Squarepusher’s robot bandmates play live, plus Gruff Rhys and Michael Jackson
As session musicians go, Z-Machines are in a class of their own. Forget that they’re not impaired by egos or “musical differences”, this robotic trio consists of a 78-fingered guitarist, a keyboardist that shoots lasers and a drummer with 22 arms.
But while they possess the stage presence of RoboCop armed with an axe, they still need a good tune – which is where Tom Jenkinson, aka electro master Squarepusher, comes in. Approached by Z-Machines’ head roboticist Kenjiro Matsuo to create a piece for live shows, Jenkinson found the process so enjoyable he persuaded Matsuo to let him record a whole EP, Music For Robots. T3 explores the mechs behind the music… T3: Is composing for robots a challenge? Squarepusher: “I needed to establish what the specifications of the robots were. So, with the Z-Machine that plays two guitars at the same time, I had to establish the total range of notes, how fast it could play them and how many it could play simultaneously. They’re the same sort of considerations you’d have approaching any combination of instruments and performers – what can they do?” T3: Did you find yourself pushing the limits, testing what Z-Machines are capable of? SP: “Of course, you’ve got to concede to the 12-year-old boy inside you at some point and say, ‘Okay, let’s see how fast this can go, because why the hell not?’ But for me it’s about trying to explore some of the tech’s less obvious assets. For example, being able to play chords over massive distances.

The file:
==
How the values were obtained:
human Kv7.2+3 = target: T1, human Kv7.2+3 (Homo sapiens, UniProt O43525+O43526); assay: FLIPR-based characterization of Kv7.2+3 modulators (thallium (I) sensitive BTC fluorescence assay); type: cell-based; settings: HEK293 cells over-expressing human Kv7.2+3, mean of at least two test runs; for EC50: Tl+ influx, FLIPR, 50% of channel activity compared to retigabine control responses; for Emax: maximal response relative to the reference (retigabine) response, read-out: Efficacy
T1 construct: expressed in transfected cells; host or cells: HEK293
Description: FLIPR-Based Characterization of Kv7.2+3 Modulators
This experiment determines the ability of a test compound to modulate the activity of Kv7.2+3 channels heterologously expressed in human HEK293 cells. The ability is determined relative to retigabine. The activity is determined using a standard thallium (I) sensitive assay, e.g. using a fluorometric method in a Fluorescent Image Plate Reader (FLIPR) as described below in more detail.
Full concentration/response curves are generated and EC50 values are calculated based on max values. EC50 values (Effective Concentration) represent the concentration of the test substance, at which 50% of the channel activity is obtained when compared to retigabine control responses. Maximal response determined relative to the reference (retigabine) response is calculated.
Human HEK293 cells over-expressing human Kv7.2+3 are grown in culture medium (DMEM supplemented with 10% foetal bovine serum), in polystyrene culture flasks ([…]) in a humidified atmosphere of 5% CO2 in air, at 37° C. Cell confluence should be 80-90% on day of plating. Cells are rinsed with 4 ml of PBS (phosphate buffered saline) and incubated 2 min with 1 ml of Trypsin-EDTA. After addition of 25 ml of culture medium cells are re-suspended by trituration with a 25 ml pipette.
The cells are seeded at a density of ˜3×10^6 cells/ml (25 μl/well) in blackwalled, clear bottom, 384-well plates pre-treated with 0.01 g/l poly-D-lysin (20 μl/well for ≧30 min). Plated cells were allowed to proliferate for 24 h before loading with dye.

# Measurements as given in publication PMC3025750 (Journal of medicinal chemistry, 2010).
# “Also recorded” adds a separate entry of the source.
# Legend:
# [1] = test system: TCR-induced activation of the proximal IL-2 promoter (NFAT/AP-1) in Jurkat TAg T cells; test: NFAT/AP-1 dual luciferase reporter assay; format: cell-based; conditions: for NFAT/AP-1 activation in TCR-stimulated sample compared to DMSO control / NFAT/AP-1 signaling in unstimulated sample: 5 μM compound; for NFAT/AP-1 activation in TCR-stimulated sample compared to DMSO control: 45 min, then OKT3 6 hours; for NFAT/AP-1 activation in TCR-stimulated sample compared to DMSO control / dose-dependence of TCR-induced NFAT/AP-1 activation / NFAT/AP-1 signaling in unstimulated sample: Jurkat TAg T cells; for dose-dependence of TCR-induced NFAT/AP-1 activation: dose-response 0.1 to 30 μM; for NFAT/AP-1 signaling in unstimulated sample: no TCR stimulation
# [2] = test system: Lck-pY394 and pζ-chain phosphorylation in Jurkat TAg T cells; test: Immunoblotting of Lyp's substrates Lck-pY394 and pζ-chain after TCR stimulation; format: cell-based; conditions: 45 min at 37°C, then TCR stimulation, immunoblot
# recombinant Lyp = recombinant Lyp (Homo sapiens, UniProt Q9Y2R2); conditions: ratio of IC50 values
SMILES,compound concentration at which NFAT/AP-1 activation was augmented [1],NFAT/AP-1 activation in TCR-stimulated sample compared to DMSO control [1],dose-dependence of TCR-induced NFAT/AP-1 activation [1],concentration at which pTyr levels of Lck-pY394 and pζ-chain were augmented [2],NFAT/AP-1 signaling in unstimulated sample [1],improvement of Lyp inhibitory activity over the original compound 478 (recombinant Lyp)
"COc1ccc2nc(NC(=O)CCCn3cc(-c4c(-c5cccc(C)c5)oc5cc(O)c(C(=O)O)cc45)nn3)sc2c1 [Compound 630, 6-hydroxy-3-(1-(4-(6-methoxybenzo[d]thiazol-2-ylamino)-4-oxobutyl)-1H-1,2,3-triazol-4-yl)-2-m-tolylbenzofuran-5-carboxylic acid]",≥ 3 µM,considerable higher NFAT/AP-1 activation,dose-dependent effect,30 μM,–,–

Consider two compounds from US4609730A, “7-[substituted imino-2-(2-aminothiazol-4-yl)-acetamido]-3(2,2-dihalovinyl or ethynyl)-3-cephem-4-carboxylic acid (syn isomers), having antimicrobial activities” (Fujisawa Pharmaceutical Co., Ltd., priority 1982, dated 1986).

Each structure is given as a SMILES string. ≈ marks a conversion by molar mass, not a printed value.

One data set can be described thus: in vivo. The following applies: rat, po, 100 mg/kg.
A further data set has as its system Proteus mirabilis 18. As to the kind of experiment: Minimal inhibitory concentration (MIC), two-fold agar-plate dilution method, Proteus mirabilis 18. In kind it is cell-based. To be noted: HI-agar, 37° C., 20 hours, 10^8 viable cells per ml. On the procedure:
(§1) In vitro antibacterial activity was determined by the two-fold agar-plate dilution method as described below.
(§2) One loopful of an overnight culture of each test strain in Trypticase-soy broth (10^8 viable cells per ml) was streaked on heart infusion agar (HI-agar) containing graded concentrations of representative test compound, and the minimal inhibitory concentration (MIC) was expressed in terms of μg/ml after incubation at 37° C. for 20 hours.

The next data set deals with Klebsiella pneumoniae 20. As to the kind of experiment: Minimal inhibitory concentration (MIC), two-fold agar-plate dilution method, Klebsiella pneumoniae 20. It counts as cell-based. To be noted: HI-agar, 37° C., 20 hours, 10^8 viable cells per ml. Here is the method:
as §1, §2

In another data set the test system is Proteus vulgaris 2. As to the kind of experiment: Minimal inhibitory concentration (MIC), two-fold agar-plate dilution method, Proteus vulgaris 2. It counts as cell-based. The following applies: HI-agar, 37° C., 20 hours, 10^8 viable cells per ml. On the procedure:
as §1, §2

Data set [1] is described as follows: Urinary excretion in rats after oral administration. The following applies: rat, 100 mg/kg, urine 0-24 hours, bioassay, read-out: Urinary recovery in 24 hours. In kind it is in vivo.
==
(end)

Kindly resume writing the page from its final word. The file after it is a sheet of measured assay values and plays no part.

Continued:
“The guitar robot [March] could play six separate melodies at the same time; no human could do that. So there are abilities that, to some degree, shape the compositions. Part of what attracts people to this project is the novelty, they’re music boxes with attitude, but I don’t think I’d be happy if these tracks were just ways of demoing the robots.” T3: Do people’s perception of the EP change when they learn it’s played by robots? SP: “This is one of the things that makes the project so interesting, because it demonstrates how much context affects people’s response to music. In a way, I’m envious of people who are able to listen to this album, not knowing anything about it.
“What people hear initially is supreme musical athleticism, but for some people, once you tell them it’s played by robots, that somehow disqualifies the whole thing. Instead of a guitar player, you have engineers which are working equally hard applying different skills. I don’t see why a piece of music should lose merit because it’s not being played by humans. It’s anachronistic.
“Music is often described in terms of human behaviour and attributes; you’ll hear a track as being played with ‘sensitivity’, or another as being ‘aggressive’. All of this terminology is based on human behaviour. If you remove any trace of humanity from the music, does that mean the appreciation drops away? I hope not. I hope people will look past the robots and actually listen to the tracks.” Music For Robots from $9.99 on download, CD or vinyl,
the z-mac hines’ guitarist ca n play chor ds no huma nwould ever attempt